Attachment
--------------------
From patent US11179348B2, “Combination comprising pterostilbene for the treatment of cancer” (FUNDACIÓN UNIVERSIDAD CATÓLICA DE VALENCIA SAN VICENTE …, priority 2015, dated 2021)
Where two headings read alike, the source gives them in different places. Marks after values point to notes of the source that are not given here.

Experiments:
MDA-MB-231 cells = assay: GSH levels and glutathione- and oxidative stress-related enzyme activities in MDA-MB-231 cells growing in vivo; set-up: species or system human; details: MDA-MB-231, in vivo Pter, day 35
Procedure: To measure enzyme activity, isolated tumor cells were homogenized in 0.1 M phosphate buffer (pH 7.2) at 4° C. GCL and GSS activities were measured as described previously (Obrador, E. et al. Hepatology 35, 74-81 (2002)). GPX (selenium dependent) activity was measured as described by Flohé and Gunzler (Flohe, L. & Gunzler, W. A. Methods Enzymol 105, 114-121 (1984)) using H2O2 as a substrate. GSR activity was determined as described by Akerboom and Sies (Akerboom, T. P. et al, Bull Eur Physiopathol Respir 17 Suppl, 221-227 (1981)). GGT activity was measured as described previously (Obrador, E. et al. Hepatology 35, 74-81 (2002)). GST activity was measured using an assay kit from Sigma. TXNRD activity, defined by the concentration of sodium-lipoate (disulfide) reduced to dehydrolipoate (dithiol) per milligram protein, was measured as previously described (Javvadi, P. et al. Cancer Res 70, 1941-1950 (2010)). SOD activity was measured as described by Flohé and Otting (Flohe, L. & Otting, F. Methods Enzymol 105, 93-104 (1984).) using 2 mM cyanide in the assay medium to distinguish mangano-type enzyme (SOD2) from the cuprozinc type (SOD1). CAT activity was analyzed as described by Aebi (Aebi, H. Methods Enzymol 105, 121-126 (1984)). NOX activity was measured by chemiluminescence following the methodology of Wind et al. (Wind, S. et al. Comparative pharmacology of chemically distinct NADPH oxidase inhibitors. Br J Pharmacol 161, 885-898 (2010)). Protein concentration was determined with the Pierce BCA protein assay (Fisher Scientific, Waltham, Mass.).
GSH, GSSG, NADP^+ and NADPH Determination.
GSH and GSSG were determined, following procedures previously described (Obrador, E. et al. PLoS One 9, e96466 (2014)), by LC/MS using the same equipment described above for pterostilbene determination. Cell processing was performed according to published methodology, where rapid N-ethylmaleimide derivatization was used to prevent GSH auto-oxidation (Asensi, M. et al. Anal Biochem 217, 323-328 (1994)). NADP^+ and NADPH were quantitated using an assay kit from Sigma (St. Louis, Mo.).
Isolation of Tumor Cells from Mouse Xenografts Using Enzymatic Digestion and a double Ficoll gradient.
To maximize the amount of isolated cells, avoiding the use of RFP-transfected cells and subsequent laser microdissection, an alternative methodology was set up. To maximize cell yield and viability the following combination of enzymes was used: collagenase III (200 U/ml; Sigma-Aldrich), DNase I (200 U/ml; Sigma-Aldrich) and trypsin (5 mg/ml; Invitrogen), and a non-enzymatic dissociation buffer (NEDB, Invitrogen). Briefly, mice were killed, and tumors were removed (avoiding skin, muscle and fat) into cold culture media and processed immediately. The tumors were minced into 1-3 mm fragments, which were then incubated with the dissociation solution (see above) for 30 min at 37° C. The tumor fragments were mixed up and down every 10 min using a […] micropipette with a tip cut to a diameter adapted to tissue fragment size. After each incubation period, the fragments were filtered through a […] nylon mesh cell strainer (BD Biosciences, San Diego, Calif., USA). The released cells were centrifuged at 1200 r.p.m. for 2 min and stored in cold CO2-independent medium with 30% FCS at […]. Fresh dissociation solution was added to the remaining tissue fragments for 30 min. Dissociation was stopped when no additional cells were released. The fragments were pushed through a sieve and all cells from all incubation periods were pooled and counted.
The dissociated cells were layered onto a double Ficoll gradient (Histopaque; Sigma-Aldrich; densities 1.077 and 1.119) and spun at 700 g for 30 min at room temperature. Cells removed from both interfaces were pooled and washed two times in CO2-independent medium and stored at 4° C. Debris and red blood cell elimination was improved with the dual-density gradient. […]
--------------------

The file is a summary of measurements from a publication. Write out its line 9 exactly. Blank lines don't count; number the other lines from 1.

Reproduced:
To maximize the amount of isolated cells, avoiding the use of RFP-transfected cells and subsequent laser microdissection, an alternative methodology was set up. To maximize cell yield and viability the following combination of enzymes was used: collagenase III (200 U/ml; Sigma-Aldrich), DNase I (200 U/ml; Sigma-Aldrich) and trypsin (5 mg/ml; Invitrogen), and a non-enzymatic dissociation buffer (NEDB, Invitrogen). Briefly, mice were killed, and tumors were removed (avoiding skin, muscle and fat) into cold culture media and processed immediately. The tumors were minced into 1-3 mm fragments, which were then incubated with the dissociation solution (see above) for 30 min at 37° C. The tumor fragments were mixed up and down every 10 min using a […] micropipette with a tip cut to a diameter adapted to tissue fragment size. After each incubation period, the fragments were filtered through a […] nylon mesh cell strainer (BD Biosciences, San Diego, Calif., USA). The released cells were centrifuged at 1200 r.p.m. for 2 min and stored in cold CO2-independent medium with 30% FCS at […]. Fresh dissociation solution was added to the remaining tissue fragments for 30 min. Dissociation was stopped when no additional cells were released. The fragments were pushed through a sieve and all cells from all incubation periods were pooled and counted.